Harry Dean Stanton, the legendary actor, has died at age 91. His death followed a hospitalization in Los Angeles earlier this week, according to Radar Online. His cause of death has yet to be determined.
Stanton was one of the most respected character actors in Hollywood, with numerous great films on his resume. In 2002, critic Roger Ebert wrote: “Stanton has long inhabited the darker corners of American noir, with his lean face and hungry eyes, and he creates a sad poetry.”
Stanton was most recently seen in David Lynch’s Twin Peaks: The Return.
Here’s what you need to know about his life and death:
1. He Died at Cedars-Sinai Hospital in Los Angeles
An insider told Radar Online that Stanton was “ailing at home after numerous health complications and a recent stay at Sherman Oaks Hospital.”
The insider added that “Harry’s done it all, seen it all and been around all the greats for decades. Now he’s resting at home and really only seeing his closest friends. But he knows this is the end to a wonderful life. He is in very bad health, but he’s still hanging in there.”
According to TMZ, Stanton died on Friday afternoon while at the Cedars-Sinai Hospital in Los Angeles. An official cause of death has yet to be determined.
When asked about death in a 2013 interview with The New Yorker, he said, “When you’re deep asleep and not dreaming, where the f**k are you? There’s total blackness, it’s nothing, right? So I’m hoping that’s what death is, that it’s all gonna go. I don’t want to deal with any consciousness afterward.”
2. He Acted in Over 200 Films & Television Shows
Stanton was a prolific actor during his seven decades in Hollywood. He began his career as an extra in the 1950s, but it wasn’t until he played Tramp in the prison drama Cool Hand Luke (1967) that he became a sought-after name.
From there, he appeared in numerous classics, including The Godfather Part II (1974), Alien (1979), Escape from New York (1981), Christine (1983), Repo Man (1984), Pretty in Pink (1986), The Last Temptation of Christ (1988), The Green Mile (1999), and The Avengers (2012).
Stanton was also a frequent collaborator of director David Lynch, who cast him in Wild at Heart (1990), The Straight Story (1999), Inland Empire (2006), and the aforementioned Twin Peaks revival. After Stanton’s death, Lynch released an official statement on Twitter. Read it above.
Stanton’s most famous role came in the 1984 drama Paris, Texas. He considered it his greatest performance, and given scenes like the one above, its easy to see why.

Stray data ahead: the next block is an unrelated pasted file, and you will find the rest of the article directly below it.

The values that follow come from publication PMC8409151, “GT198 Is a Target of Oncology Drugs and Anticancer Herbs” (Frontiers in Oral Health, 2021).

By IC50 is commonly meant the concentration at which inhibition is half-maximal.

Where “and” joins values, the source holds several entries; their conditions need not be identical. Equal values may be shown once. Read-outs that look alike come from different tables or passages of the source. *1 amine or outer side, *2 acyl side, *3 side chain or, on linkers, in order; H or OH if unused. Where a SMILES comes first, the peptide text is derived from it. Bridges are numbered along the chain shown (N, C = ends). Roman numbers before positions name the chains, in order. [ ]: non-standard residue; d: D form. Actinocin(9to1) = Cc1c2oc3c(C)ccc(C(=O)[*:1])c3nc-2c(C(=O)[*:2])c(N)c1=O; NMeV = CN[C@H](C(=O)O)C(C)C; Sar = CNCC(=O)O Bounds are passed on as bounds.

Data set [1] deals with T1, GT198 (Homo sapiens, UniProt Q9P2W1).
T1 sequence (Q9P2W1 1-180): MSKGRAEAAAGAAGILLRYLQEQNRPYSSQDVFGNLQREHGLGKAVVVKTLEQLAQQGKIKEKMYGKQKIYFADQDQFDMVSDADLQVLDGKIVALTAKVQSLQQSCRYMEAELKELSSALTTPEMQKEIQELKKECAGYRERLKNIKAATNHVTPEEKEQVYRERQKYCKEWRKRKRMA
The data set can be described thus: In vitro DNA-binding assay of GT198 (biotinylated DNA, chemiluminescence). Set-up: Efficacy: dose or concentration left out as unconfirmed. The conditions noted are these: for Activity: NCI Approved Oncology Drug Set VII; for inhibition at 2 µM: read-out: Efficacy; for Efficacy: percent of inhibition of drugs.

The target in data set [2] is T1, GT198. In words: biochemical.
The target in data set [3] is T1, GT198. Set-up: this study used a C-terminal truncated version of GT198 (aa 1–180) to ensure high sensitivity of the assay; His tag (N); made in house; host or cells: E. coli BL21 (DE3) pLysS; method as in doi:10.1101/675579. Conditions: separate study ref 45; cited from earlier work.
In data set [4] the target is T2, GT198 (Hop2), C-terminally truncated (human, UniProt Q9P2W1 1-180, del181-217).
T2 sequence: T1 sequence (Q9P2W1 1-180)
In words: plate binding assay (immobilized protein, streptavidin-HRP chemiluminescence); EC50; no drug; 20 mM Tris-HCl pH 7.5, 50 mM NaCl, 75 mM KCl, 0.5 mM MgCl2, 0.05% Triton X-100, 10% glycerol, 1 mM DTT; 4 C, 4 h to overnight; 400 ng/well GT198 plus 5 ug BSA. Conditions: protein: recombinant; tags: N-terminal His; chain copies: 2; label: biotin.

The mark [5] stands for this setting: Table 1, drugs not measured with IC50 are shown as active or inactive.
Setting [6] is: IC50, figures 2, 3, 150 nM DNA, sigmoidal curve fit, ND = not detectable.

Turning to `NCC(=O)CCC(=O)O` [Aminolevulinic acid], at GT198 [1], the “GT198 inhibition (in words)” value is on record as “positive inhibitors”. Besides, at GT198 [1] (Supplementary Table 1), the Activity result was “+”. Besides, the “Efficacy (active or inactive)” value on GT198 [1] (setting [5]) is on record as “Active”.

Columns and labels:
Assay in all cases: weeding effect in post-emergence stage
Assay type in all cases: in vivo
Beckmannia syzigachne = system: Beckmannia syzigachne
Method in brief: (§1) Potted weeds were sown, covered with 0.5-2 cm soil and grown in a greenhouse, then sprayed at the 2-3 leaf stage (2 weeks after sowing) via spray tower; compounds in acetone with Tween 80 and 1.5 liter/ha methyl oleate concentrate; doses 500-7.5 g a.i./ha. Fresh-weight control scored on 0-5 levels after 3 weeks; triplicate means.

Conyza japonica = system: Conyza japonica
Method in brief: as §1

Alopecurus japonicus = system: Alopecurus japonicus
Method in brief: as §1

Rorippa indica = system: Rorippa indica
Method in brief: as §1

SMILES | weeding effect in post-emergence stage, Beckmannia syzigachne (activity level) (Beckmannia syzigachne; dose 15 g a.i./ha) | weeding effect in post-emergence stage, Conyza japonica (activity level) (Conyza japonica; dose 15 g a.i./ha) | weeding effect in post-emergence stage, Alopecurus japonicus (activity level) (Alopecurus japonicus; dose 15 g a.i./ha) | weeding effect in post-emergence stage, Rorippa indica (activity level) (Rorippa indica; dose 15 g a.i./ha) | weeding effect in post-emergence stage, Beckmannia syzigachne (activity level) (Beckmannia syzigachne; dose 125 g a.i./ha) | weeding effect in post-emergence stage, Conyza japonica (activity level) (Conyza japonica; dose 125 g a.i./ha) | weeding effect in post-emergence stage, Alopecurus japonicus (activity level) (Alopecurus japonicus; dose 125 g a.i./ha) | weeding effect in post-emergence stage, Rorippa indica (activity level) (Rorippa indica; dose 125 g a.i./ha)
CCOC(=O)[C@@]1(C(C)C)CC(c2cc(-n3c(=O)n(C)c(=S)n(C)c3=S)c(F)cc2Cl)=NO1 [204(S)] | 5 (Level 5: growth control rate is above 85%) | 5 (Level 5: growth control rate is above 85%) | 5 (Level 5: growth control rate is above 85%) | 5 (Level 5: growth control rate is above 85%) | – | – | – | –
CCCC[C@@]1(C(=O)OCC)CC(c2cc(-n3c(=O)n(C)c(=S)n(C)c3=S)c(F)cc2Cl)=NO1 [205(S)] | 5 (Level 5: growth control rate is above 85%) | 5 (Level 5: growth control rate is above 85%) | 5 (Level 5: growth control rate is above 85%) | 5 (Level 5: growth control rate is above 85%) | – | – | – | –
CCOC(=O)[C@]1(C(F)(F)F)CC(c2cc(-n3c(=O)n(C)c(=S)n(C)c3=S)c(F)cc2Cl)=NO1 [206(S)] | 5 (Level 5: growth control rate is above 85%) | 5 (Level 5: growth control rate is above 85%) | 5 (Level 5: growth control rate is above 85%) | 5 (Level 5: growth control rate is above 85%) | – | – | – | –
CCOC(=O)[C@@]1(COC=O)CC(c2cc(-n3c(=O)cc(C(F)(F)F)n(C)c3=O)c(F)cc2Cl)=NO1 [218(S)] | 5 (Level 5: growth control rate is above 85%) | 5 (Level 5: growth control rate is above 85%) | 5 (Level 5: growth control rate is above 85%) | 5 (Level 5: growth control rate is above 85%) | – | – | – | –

3. He Was the Inspiration for the 2013 Documentary ‘Harry Dean Stanton: Partly Fiction’
Stanton’s mysterious lifestyle and celebrated career was the focus of the 2013 documentary Harry Dean Stanton: Partly Fiction.
As to how she managed to encompass Stanton’s life into a comprehensive feature, director Sophie Huber spoke to Collider about their collaborative process:
It’s like if you tell a story from the beginning, from when you were born to now, like many documentaries are told. If you want to be true to your subject, then you have to find ways to tell his story the way he is. It was important. Also, since he doesn’t express that much verbally, I needed to find things that would make the atmosphere stronger.
I wanted to create an atmosphere that’s the same as I feel when I’m around him, which is like what you said, relaxing and calming. Also, Harry talks a lot about being present in the moment, and therefore, it would not make sense to tell a normal biography about the past and everything. So, I tried hopefully to achieve that so that one feels in the present.
4. He Was a Lifelong Bachelor Who Dated Several Celebrities
Stanton never married, though, in an interview with NNBD, he said that he had “one or two children.” Throughout the years, he was romantically involved with several female celebrities. He notably dated actress Rebecca De Mornay between 1982 and 1983, though in an interview with The Guardian, Stanton discussed the pain he experienced after they broke up: “She left with Tom Cruise. I was heartbroken.”
During a press conference in 2013, The Guardian writes that an audience member asked Stanton what Harry was like “in the sack” to which he replied: “As good as you think!”
When asked if he regrets never marrying, Stanton told Blouinartinfo:
Regret is another form of suffering, which I’m not into. It’s pointless. If I did regret, I’d have a lot of regrets, but ultimately you have to accept what you do and what happens. We’re all hardwired genetically from when we’re born. We react in a certain way and we have nothing to do with it. Ultimately, we’re not in charge of our lives.
5. Since 2011, Kentucky Has Hosted a Film Festival in His Honor
Since February of 2011, the city of Lexington, Kentucky (Stanton’s hometown) has hosted a festival in his honor. According to their official website, the festival was started with the goal of celebrating Stanton’s diverse filmography, as well as his roots within the Kentucky community. The “Harry Dean Stanton Fest” reportedly uses various venues and theaters in the Lexington area.
Stanton, as well as friends and collaborators like Kris Kristofferson have appeared at the festival over the years. The 2017 festival is scheduled for September 28-30th, where they will screen several of Stanton’s most beloved films, including his last starring role, Lucky (watch the trailer above).
Director John Carroll Lynch and screenwriter Drago Sumonja will be in attendance at the official premiere, which will be before New York and Los Angeles. It is unclear how Stanton’s death will impact the festival, but all updates and announcements will be made on the Harry Dean Stanton Fest Facebook page.
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